Tuesday, March 08, 2005

The RNC's Aftermath: Dissent and Democracy Endangered in New York 

Those of us who stayed town in New York City during the Republican National Convention last summer were treated to what life is like in a police state. Outside the glossy national coverage in Madison Square Garden of the screaming Zell Miller, the smiling Arnold Schwartznegger, President Bush at his most charming and Vice President Cheney on the attack, there was another reality on the streets of New York City. Thousands of police and undercover operatives were clearing away the signs of antiwar and anti-Bush dissent. Phalanxes of riot-equipped cops were dispatched from a buffer zone around the Garden to break up every protest as it began. Police awaiting orders were massed, by the hundreds, on motorbikes, cycles, horses, and in vehicles in the West 30’s.

Bicyclists, part of a group called Critical Mass, were among the first swept off the streets, arrested for “parading without a license.” Hundreds of protesters and bystanders were wrapped up in orange plastic netting on sidewalks all over New York City, some before demonstrations had even begun. Many were taken to Pier 57, along the Hudson River on the West Side and kept huddled in an area the city used as an auto pool, amidst puddles of oil and asbestos hazard signs, awaiting arraignment for up to 36 hours on “desk ticket” charges. Desk tickets are used for charges so minor that the typical waiting period is 2 hours between arrest and discharge without arraignment.

Thousands of protesters who had come to New York to demonstrate against the RNC were told by Mayor Bloomberg that they couldn’t use Central Park, far from the site of the convention at Madison Square Garden, because the grass on the Great Lawn couldn’t handle the trampling. Never mind that concerts and charity events had managed to avoid destroying the park in the past, these protesters weren’t to be allowed. The city offered only an area far out on the West Side, on city streets that would be segmented by barriers and left without the audio amplification that would allow the demonstration to have a focus, a stage that participants could see and hear.

Last night on the Lower East Side, Norman Seigel, the former head of the New York Civil Liberties Union and Jess Brown, a member of the New York Lawyer’s Guild, spoke to about fifty people about the suit they are pursuing against the City of New York in the aftermath of the crackdown on dissent last summer.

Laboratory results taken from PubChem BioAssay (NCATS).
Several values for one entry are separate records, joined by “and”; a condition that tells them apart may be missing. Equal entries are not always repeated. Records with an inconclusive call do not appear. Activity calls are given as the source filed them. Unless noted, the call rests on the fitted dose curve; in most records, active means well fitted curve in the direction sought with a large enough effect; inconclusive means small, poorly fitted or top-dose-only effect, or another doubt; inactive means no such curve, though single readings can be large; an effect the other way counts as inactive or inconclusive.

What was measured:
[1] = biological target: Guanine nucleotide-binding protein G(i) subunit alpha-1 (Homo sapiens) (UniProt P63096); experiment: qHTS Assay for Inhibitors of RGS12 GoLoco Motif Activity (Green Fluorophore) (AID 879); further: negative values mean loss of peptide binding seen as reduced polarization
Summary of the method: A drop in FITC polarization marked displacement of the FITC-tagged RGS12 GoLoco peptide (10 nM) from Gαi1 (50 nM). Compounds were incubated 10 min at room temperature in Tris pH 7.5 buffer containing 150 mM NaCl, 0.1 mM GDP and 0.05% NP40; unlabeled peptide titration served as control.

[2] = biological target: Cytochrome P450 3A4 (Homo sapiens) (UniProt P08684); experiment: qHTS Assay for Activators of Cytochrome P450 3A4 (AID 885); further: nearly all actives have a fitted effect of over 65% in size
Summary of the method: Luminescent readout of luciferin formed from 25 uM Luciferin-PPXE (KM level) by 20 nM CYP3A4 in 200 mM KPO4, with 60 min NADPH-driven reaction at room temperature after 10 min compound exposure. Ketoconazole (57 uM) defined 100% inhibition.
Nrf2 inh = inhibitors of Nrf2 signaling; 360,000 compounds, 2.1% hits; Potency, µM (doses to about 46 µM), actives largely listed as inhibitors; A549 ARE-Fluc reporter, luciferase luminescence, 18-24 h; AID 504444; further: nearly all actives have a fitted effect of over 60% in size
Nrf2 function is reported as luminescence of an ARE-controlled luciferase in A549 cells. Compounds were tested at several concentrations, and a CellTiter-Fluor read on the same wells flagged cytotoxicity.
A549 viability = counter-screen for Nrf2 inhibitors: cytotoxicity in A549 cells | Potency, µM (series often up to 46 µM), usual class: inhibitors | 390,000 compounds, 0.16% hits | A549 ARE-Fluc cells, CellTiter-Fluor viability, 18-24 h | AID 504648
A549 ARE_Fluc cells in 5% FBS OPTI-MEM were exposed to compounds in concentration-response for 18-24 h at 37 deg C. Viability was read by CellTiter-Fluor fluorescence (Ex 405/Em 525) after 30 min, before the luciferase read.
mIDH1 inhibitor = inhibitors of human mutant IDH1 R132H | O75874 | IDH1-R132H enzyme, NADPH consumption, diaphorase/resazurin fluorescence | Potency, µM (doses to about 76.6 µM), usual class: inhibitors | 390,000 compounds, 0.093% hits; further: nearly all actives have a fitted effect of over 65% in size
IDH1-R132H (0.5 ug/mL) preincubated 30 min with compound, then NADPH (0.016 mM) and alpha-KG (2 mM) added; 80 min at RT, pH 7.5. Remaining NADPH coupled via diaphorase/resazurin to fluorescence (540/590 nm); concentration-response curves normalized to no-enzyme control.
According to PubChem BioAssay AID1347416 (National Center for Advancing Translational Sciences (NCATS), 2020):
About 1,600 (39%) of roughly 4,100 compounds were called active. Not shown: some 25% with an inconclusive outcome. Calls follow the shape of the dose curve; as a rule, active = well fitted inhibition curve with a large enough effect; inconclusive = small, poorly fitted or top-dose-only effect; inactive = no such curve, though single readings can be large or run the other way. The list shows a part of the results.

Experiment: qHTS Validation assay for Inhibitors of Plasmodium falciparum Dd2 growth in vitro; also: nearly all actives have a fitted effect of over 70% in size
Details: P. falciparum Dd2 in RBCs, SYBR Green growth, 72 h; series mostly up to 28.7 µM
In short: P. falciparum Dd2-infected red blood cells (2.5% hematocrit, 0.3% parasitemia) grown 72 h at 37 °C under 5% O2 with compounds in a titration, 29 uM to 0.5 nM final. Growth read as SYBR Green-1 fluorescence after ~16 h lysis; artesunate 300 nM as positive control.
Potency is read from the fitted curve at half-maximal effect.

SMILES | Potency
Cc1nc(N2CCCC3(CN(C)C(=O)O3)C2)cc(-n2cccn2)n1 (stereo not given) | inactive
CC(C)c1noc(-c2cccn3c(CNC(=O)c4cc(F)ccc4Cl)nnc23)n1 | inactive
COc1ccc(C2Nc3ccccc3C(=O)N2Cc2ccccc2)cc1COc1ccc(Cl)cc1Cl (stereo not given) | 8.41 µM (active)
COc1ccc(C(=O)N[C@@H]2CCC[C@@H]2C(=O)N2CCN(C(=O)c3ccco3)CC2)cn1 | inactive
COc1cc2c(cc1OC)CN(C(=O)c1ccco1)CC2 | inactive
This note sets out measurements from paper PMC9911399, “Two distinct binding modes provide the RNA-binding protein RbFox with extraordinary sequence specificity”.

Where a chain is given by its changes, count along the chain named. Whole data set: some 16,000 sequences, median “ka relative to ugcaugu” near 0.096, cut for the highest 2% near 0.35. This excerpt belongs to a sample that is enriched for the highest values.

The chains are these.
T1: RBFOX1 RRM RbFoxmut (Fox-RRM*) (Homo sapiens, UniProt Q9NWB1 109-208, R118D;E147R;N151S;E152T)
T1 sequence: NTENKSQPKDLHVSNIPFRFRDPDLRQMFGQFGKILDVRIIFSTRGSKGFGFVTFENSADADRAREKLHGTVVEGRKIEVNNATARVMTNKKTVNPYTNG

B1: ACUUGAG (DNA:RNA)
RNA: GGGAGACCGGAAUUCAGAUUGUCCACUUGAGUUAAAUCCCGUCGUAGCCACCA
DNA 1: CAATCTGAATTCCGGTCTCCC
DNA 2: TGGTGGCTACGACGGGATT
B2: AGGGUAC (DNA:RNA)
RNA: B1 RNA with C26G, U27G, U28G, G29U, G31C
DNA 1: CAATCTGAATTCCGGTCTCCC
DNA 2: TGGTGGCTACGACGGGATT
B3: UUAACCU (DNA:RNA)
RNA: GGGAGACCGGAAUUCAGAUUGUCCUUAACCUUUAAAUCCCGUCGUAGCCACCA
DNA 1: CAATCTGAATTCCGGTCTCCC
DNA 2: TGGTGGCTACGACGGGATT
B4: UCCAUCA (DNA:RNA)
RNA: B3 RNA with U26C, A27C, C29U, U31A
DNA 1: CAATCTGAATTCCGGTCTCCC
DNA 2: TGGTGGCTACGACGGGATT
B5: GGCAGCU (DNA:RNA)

“Were looking at the criminalization of protest,” Brown told the group.

Seigel asked listeners to imagine what American history would be like if the preemptive arrests and political detentions used in New York had been used during the Civil Rights movement during the 1960’s.

“Think of my colleagues,” Seigel recalled, “blacks and whites, who went to sit-in at segregated lunch counters in the south. Under the preemptive arrest concept used last summer here in New York, they would have been arrested before they even got to the counter.”

Brown, who spent the week of the convention trying in vain to speak with clients who had been detained on minor charges without arraignment, noted that on the final night of the RNC, after President Bush had spoken and left the city, hundreds of detainees were finally bussed to court on Centre Street downtown. While she and other lawyers waited in vain to speak with their clients outside the court’s front door, would-be protesters were quickly issued desk tickets and then ushered out the back door by police, onto the side streets of the city they’d been swept off of 36 hours earlier.

Seigel echoed the clear intent of police and the city’s DA’s to hold protesters until the eyes of the world were off New York City. “A mother of one of my clients called the precinct to ask when her son might be released,” Seigel recalled. “She got a desk sergeant on the phone, who responded, ‘Ma-am, don’t you know what’s happening? Your son isn’t getting out till President Bush leaves on Thursday night.’”

The Lawyer’s Guild and the New York Civil Liberties Union have a hearing coming up later this month on criminal contempt charges the State courts have issued against the City of New York, resulting from the NYPD flouting the court’s order to release arrestees in a reasonable manner after arrests during the convention. We’ll be covering the progress of the case as it develops.

Meanwhile, the lack of major media coverage on this story has been deafening. “There’s a desensitization going on,” Brown noted last night. “This is the way people lose their rights.”

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